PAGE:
Nimoy passed away today from chronic obstructive pulmonary disease. It's the fourth-leading cause of death in the United States, and a sobering reminder that despite the species' incredible longevity, Nimoy was no Vulcan. That still hasn't stopped fans from trying to determine where the Boston native ends and the green-blooded extraterrestrial begins. For many, there is no difference.
The irony is that Nimoy's face might never have become one of the most familiar on television if he'd shown just a little more skepticism of the pointy ears; according to producer Gene Roddenberry's early vision for Star Trek, Spock's character was to be completely covered in devilish red makeup.
As Nimoy said a friend told him at the time, the actor could either portray Spock with so much makeup on that if the show failed, his career would be protected — or he could do it with the ears alone and "pray that it worked." Luckily for the rest of us, Nimoy kept the ears. It was a scary choice, he recalled in an interview with Pharrell Williams.
For better or for worse, Nimoy's success with Spock tends to overshadow many of his other achievements as a photographer, a director and a musician.
But some of these activities actually tell us a lot about how Nimoy put his own stamp on the Enterprise's science officer.
Born in 1931 to Orthodox Jewish Ukrainian immigrants, Nimoy began acting at age eight and wound up studying it at Boston College. His parents disliked the profession — in interviews later in life, Nimoy said they believed thespians had a reputation for descending on a town and leeching off its residents before taking off again in search of the next act.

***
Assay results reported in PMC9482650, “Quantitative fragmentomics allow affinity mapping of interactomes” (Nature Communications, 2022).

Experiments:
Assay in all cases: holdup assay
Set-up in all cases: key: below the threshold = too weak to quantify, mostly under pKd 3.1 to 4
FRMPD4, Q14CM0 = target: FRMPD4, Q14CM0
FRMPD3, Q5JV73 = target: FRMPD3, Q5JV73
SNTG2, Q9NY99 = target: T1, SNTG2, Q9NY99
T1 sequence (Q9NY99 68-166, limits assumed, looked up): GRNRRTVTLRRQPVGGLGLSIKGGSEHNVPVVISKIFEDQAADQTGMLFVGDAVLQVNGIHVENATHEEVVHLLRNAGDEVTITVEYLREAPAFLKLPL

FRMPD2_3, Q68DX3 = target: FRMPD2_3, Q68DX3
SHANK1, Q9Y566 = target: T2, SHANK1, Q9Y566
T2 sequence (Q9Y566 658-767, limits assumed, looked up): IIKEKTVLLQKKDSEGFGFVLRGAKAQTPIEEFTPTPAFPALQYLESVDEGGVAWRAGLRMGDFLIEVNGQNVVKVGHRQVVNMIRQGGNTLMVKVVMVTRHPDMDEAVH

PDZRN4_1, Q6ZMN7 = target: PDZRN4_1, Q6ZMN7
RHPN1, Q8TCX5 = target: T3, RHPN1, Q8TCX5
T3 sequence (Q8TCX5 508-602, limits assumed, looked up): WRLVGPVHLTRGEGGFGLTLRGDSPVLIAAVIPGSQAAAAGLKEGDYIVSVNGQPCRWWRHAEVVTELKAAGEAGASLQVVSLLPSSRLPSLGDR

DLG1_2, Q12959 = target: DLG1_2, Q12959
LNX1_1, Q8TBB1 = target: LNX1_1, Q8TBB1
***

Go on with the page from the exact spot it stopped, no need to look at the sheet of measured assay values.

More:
Nimoy never did finish his acting degree at Boston College, but sought out minor roles in various episodes of "Dragnet," "The Twilight Zone," and other, less memorable TV shows.
Nimoy got his start on Star Trek at the show's very beginning, with an appearance on the first pilot, "The Cage." Only he and one other actor from that episode — Majel Barrett, who would go on to marry Roddenberry and voice the U.S.S. Enterprise's computer in "Star Trek: The Next Generation" — would be included in the rest of the series.
Star Trek would ironically prove more popular in syndication after the series was cancelled than the years the show actually aired, leading to Nimoy's growing fame in the 1970s.
Although he joined the cast of "Mission: Impossible" and stayed there until 1971, Nimoy would eventually return to the relative obscurity of stage acting and studying photography at the University of California, Los Angeles. Even then, Nimoy's fame as Spock trailed him into the 1980s and 1990s, with appearances on "The Next Generation" as a 24th-century Vulcan ambassador and roles in the Star Trek film franchise. Two of those films were directed by Nimoy himself.
The actor was at first insulted by the idea of taking on a directorial role, thinking it a hint from producers that his acting was no longer up to snuff. But he soon developed a taste for being behind the camera, starting with "Star Trek III: The Search for Spock."